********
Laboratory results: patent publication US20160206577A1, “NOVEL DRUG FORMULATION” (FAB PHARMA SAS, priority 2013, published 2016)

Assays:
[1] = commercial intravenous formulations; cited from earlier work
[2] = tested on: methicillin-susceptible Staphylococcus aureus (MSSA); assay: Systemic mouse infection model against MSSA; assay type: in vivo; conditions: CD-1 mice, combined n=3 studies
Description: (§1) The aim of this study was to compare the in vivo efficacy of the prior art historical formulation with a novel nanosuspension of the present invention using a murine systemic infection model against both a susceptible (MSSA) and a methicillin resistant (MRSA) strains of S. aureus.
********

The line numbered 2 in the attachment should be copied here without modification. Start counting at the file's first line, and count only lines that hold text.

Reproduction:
Assays: